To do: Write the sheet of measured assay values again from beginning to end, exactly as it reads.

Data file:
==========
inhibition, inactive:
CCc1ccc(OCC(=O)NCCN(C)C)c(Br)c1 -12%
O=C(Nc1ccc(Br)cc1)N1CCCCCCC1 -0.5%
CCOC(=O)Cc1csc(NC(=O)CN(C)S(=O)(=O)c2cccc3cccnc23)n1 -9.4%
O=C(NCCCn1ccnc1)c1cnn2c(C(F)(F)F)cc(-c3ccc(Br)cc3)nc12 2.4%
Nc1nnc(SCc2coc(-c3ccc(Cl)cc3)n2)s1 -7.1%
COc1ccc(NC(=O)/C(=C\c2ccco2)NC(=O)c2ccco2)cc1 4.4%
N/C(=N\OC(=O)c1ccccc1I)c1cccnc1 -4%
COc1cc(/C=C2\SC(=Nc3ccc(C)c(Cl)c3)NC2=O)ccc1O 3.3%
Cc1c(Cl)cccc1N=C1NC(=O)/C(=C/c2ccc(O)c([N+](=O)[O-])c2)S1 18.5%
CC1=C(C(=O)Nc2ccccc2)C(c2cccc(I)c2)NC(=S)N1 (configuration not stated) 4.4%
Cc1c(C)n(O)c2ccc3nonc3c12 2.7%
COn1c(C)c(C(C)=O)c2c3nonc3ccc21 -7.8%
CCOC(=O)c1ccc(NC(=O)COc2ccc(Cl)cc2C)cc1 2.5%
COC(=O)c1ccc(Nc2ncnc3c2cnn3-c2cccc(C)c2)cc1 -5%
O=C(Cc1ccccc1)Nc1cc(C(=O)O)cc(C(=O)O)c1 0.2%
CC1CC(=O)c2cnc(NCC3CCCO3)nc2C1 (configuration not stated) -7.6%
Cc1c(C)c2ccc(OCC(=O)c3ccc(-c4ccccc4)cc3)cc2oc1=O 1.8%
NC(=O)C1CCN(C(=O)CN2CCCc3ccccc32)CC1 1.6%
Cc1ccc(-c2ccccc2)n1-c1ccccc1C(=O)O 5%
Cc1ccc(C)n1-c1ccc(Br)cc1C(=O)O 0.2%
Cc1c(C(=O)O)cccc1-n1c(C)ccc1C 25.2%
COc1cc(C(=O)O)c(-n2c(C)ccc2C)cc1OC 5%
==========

inhibition, inactive:
CCc1ccc(OCC(=O)NCCN(C)C)c(Br)c1 -12%
O=C(Nc1ccc(Br)cc1)N1CCCCCCC1 -0.5%
CCOC(=O)Cc1csc(NC(=O)CN(C)S(=O)(=O)c2cccc3cccnc23)n1 -9.4%
O=C(NCCCn1ccnc1)c1cnn2c(C(F)(F)F)cc(-c3ccc(Br)cc3)nc12 2.4%
Nc1nnc(SCc2coc(-c3ccc(Cl)cc3)n2)s1 -7.1%
COc1ccc(NC(=O)/C(=C\c2ccco2)NC(=O)c2ccco2)cc1 4.4%
N/C(=N\OC(=O)c1ccccc1I)c1cccnc1 -4%
COc1cc(/C=C2\SC(=Nc3ccc(C)c(Cl)c3)NC2=O)ccc1O 3.3%
Cc1c(Cl)cccc1N=C1NC(=O)/C(=C/c2ccc(O)c([N+](=O)[O-])c2)S1 18.5%
CC1=C(C(=O)Nc2ccccc2)C(c2cccc(I)c2)NC(=S)N1 (configuration not stated) 4.4%
Cc1c(C)n(O)c2ccc3nonc3c12 2.7%
COn1c(C)c(C(C)=O)c2c3nonc3ccc21 -7.8%
CCOC(=O)c1ccc(NC(=O)COc2ccc(Cl)cc2C)cc1 2.5%
COC(=O)c1ccc(Nc2ncnc3c2cnn3-c2cccc(C)c2)cc1 -5%
O=C(Cc1ccccc1)Nc1cc(C(=O)O)cc(C(=O)O)c1 0.2%
CC1CC(=O)c2cnc(NCC3CCCO3)nc2C1 (configuration not stated) -7.6%
Cc1c(C)c2ccc(OCC(=O)c3ccc(-c4ccccc4)cc3)cc2oc1=O 1.8%
NC(=O)C1CCN(C(=O)CN2CCCc3ccccc32)CC1 1.6%
Cc1ccc(-c2ccccc2)n1-c1ccccc1C(=O)O 5%
Cc1ccc(C)n1-c1ccc(Br)cc1C(=O)O 0.2%
Cc1c(C(=O)O)cccc1-n1c(C)ccc1C 25.2%
COc1cc(C(=O)O)c(-n2c(C)ccc2C)cc1OC 5%